What makes a great all-star game?

by Greg in


AFL LogoWhat are the attributes of a great all-star game in baseball? For any baseball league on the planet, the all-star format has become as expected as the end-of-season championship series. It is now a staple of the game. Leagues use the all-star game to motivate players, attract attention for the players as well as for the league and to generate excitement (if not dollars) from fans.

And so what makes for a great all-star game? That is the question I pondered Saturday night after the Arizona Fall League’s 2009 Rising Stars game in Surprise, Arizona. This year’s was the fourth all-star showcase.

I would argue the criteria for a great all-stars game are pretty straightforward:

1.  The best player talent 2.  A great fan experience 3.  Something to play for 4.  Memorable plays 5.  Great conditions and a great location

Based on my 5-star criteria, I’d give this year’s Arizona Fall League Rising Stars game a 2.5 (possibly a 3.5 if the outcome impacts the championship game, which I do not know and they do not tell you.).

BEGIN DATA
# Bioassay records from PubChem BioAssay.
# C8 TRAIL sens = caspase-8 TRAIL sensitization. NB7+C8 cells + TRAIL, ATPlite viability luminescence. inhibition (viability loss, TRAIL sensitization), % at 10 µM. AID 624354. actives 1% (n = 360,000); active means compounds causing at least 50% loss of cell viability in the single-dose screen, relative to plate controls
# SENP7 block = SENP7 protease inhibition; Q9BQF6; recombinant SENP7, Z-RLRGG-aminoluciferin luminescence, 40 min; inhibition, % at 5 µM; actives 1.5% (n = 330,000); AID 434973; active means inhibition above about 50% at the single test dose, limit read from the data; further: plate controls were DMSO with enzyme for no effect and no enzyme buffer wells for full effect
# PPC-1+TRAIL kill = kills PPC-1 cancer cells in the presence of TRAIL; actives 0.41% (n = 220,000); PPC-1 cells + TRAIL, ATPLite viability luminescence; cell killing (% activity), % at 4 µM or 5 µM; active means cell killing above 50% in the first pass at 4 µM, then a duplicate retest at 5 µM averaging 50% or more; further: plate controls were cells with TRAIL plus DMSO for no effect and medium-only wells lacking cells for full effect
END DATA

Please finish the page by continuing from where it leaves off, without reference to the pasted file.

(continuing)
Here are the facts about the league and the Rising Stars game: All 30 Major League teams send their top prospects to develop and accelerate during the fall in sunny Arizona, where they play for one of six teams – the Mesa Solar Sox, Phoenix Desert Dogs and Scottsdale Scorpions in the East and the Peoria Javelinas, Peoria Saguaros and Surprise Rafters in the West.

The 30 teams place their top prospects with teams that are mostly aligned with where those MLB teams play during spring training.  The Seattle Mariners are in Peoria, the San Francisco Giants are in Scottsdale and so on. Each AFL team then sends its top players to the Rising Stars game.

MLB Net Prepares for AFLI wanted to attend this year’s game because my son and I had watched several of this year’s Rising Stars when they were All-Stars in the Cape Cod Baseball League a few years ago. Yonder Alonso, Buster Posey, Jason Castro, Chase D’Arnaud, Drew Storen were just a few of the names I remembered from recent Cape League seasons.